Editor’s note: This is part of an occasional series previewing the 2019 Boise State football team by position. The previews will appear throughout August. Previously: Defensive line, running backs, tight ends, cornerbacks, receivers. Check out the position-by-position roster here.
Boise State has ranked among the top 20 in the country in run defense three of the past four seasons.
During that same span, the Broncos’ pass defense has ranked no higher than 45th, including a disappointing 70th in 2018.
“We definitely see those stats, and we just look at what was the reason for these things happening,” Boise State junior nickel Kekaula Kaniho said. “A lot of it is easy stuff — communication, eye control, all stuff that happens before the ball is snapped.
“So we’re really taking this time right now to focus on those things, executing that at the highest level. And then the rest is just read and react from there.”
The Broncos’ secondary — and particularly the safeties/nickels group — has good reason to expect improvement against the pass in 2019.
Experienced starters return at boundary safety (senior Kekoa Nawahine), field safety (redshirt junior DeAndre Pierce) and nickel (Kaniho). The trio started the first four games of 2018 in those positions before a lacerated spleen sidelined Pierce for the remainder of the season and sent a ripple effect through the defense. Nawahine, redshirt sophomore Tyreque Jones, redshirt junior Jordan Happle and redshirt senior Evan Tyler then switched between both safety positions the rest of the year, with mixed results.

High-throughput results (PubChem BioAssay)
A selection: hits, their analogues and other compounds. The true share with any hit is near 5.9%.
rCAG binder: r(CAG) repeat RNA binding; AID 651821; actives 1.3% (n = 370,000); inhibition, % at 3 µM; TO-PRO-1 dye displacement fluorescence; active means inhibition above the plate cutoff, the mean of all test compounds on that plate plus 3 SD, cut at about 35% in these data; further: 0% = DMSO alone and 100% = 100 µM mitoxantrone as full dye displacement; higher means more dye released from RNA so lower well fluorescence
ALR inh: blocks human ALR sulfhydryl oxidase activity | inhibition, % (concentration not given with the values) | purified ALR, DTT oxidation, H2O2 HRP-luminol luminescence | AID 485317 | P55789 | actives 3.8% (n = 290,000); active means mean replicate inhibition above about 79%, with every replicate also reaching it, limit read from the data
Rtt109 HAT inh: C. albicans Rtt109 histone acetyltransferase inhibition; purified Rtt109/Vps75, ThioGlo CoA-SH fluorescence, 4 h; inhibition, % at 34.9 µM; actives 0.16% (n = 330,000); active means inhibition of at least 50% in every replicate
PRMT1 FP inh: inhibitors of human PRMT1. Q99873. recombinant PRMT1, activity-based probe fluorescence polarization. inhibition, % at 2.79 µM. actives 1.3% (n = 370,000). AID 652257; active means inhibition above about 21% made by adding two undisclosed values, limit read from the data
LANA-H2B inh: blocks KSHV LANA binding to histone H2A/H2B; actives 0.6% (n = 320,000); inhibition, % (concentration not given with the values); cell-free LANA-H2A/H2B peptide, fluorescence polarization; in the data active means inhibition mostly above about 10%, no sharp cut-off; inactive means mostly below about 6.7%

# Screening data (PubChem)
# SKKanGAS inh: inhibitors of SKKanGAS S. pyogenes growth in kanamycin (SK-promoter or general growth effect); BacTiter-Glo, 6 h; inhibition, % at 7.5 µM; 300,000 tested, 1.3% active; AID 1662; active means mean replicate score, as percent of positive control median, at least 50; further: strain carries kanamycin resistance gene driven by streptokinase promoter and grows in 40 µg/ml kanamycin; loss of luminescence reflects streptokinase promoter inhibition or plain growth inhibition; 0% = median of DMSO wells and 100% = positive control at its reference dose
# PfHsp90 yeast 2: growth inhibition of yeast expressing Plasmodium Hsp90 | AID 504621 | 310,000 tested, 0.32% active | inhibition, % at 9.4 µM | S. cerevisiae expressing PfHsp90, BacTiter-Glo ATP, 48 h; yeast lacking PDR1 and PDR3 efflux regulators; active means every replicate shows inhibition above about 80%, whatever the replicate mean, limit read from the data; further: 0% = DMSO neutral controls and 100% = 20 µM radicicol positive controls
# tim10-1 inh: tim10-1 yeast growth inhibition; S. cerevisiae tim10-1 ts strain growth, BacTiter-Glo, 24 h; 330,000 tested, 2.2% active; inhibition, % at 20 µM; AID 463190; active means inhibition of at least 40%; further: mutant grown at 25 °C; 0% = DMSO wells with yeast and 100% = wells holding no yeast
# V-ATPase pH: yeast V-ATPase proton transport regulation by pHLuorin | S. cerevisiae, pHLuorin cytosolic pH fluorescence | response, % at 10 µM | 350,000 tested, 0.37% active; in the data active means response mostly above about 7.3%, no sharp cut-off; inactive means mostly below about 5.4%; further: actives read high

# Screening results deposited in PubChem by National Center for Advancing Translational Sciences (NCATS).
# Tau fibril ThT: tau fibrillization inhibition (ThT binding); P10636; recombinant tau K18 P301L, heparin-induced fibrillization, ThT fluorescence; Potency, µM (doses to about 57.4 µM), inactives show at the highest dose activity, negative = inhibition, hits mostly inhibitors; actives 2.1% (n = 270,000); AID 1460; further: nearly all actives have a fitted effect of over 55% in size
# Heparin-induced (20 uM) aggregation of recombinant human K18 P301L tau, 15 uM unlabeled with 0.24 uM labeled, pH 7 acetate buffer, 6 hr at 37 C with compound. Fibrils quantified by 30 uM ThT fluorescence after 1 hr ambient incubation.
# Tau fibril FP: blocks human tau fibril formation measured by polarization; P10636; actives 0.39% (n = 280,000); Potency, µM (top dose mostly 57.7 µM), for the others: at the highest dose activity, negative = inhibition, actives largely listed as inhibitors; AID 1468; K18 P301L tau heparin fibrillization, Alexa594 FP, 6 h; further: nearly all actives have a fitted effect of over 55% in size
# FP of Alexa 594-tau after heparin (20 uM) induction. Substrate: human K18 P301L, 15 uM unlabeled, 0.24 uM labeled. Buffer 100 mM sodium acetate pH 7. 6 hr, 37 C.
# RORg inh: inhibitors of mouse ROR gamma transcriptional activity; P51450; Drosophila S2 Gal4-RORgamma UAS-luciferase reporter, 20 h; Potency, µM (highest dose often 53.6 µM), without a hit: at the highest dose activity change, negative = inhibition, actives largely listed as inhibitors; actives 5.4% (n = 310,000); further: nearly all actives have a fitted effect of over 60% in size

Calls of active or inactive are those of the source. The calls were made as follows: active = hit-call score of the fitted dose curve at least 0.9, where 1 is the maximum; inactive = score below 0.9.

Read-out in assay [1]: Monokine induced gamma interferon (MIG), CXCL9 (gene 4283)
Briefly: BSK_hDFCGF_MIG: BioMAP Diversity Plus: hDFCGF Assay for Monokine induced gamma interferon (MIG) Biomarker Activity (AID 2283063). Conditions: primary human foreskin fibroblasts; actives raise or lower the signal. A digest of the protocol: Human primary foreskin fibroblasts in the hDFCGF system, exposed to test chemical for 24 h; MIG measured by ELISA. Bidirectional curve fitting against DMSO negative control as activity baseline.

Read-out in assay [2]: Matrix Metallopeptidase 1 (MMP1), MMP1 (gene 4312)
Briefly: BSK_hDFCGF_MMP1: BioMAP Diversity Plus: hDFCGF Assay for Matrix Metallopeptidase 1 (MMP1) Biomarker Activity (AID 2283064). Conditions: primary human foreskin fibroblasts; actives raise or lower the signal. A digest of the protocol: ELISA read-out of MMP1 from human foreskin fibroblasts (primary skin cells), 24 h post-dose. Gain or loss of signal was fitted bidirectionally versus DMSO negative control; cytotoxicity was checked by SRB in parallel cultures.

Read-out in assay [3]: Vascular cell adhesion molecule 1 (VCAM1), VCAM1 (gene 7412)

Nawahine still managed to lead the Broncos in tackles with 71, but it was a significant dropoff from the 108 tackles and three interceptions he produced in 2017. And the Broncos combined for just seven interceptions last year, which tied the 2016 squad for the lowest total in program history.
“When I got hurt and people were moving around, there were a lot of changes,” Pierce said. “It’s difficult when you do something for so long, and then you’ve got to switch unexpectedly for anybody. So at first it was hard, obviously, me being out and watching others struggle. But then midway through we started rolling and it felt better.”
Jones and former strongside linebacker Roman Kafentzis will join Kaniho at nickel this season. Additional reinforcements were added at safety in Citadel transfer Khafari Buffalo, true freshmen JL Skinner and Alex Teubner, and walk-on A.J. Smith, who joined the Broncos in the spring. The 6-foot-4, 213-pound Skinner has received early praise from coach Bryan Harsin, which in turn has helped push the veterans in fall camp.
“(We’re) just trying to elevate our game to the next step, always trying to be better than last year, better than our personal best,” Pierce said. “Nothing’s really ever good enough, in my opinion. ... I just never want to be complacent. I feel like if you ever get complacent, that’s when you start settling for things.”
While the Broncos ranked 39th in total defense a year ago, there were noticeable deficiencies in interceptions (tied for 102nd) and passes defended (tied for 117th), leaving plenty of room for improvement.
“We didn’t finish the season off the way we wanted to,” Boise State safeties/nickels coach Gabe Franklin said. “We’ve got to come back and start from square one. ... Even though they’re older guys, they know they’ve got to go back to the basics. They can’t skip steps, because if you skip steps, you get beat.”
The last time Boise State ranked among the top 10 in both run and pass defense was 2010, a season that ended with a victory over Utah in the Las Vegas Bowl, a 12-1 record and a No. 9 ranking in the final AP Top 25 poll.
“We want to compare ourselves to being the best in the nation, so when we look at stats, it’s a good benchmark for us,” Kaniho said. “(We’re) just trying to push it to the next level from where we were last year, and that’s just the kind of stuff that motivates us every day.”